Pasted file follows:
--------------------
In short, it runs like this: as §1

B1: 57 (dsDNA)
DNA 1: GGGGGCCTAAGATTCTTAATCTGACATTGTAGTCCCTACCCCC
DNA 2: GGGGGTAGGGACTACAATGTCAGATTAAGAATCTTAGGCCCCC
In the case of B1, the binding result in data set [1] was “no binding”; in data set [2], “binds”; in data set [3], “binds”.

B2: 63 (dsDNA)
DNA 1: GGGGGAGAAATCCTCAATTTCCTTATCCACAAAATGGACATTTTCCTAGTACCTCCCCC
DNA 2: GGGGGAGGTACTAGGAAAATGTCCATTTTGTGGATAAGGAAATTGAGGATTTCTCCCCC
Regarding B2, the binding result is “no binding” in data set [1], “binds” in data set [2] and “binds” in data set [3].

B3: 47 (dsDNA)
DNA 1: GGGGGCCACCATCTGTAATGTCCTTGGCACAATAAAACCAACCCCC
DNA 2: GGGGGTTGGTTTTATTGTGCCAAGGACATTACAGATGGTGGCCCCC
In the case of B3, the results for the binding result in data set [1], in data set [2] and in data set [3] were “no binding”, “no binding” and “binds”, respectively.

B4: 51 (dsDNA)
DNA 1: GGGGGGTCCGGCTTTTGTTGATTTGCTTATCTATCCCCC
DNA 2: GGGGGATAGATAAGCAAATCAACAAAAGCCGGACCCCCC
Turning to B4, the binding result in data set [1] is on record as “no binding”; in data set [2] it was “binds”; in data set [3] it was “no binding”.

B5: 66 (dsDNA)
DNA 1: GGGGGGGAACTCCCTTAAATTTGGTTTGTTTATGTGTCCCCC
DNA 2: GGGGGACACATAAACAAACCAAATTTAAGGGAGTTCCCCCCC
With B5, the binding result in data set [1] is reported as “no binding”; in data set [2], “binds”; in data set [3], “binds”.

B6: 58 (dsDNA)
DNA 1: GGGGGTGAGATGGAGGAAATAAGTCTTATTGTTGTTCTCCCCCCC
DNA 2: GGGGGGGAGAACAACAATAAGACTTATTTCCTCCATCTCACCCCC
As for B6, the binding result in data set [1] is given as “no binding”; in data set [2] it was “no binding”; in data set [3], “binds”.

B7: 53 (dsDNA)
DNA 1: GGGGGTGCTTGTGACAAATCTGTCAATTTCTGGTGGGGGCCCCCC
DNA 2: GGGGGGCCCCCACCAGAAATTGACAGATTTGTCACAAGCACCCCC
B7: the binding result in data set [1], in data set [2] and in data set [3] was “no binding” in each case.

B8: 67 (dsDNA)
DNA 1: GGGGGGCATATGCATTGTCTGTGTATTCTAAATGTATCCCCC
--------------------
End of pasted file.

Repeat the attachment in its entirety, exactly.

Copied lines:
In short, it runs like this: as §1

B1: 57 (dsDNA)
DNA 1: GGGGGCCTAAGATTCTTAATCTGACATTGTAGTCCCTACCCCC
DNA 2: GGGGGTAGGGACTACAATGTCAGATTAAGAATCTTAGGCCCCC
In the case of B1, the binding result in data set [1] was “no binding”; in data set [2], “binds”; in data set [3], “binds”.

B2: 63 (dsDNA)
DNA 1: GGGGGAGAAATCCTCAATTTCCTTATCCACAAAATGGACATTTTCCTAGTACCTCCCCC
DNA 2: GGGGGAGGTACTAGGAAAATGTCCATTTTGTGGATAAGGAAATTGAGGATTTCTCCCCC
Regarding B2, the binding result is “no binding” in data set [1], “binds” in data set [2] and “binds” in data set [3].

B3: 47 (dsDNA)
DNA 1: GGGGGCCACCATCTGTAATGTCCTTGGCACAATAAAACCAACCCCC
DNA 2: GGGGGTTGGTTTTATTGTGCCAAGGACATTACAGATGGTGGCCCCC
In the case of B3, the results for the binding result in data set [1], in data set [2] and in data set [3] were “no binding”, “no binding” and “binds”, respectively.

B4: 51 (dsDNA)
DNA 1: GGGGGGTCCGGCTTTTGTTGATTTGCTTATCTATCCCCC
DNA 2: GGGGGATAGATAAGCAAATCAACAAAAGCCGGACCCCCC
Turning to B4, the binding result in data set [1] is on record as “no binding”; in data set [2] it was “binds”; in data set [3] it was “no binding”.

B5: 66 (dsDNA)
DNA 1: GGGGGGGAACTCCCTTAAATTTGGTTTGTTTATGTGTCCCCC
DNA 2: GGGGGACACATAAACAAACCAAATTTAAGGGAGTTCCCCCCC
With B5, the binding result in data set [1] is reported as “no binding”; in data set [2], “binds”; in data set [3], “binds”.

B6: 58 (dsDNA)
DNA 1: GGGGGTGAGATGGAGGAAATAAGTCTTATTGTTGTTCTCCCCCCC
DNA 2: GGGGGGGAGAACAACAATAAGACTTATTTCCTCCATCTCACCCCC
As for B6, the binding result in data set [1] is given as “no binding”; in data set [2] it was “no binding”; in data set [3], “binds”.

B7: 53 (dsDNA)
DNA 1: GGGGGTGCTTGTGACAAATCTGTCAATTTCTGGTGGGGGCCCCCC
DNA 2: GGGGGGCCCCCACCAGAAATTGACAGATTTGTCACAAGCACCCCC
B7: the binding result in data set [1], in data set [2] and in data set [3] was “no binding” in each case.

B8: 67 (dsDNA)
DNA 1: GGGGGGCATATGCATTGTCTGTGTATTCTAAATGTATCCCCC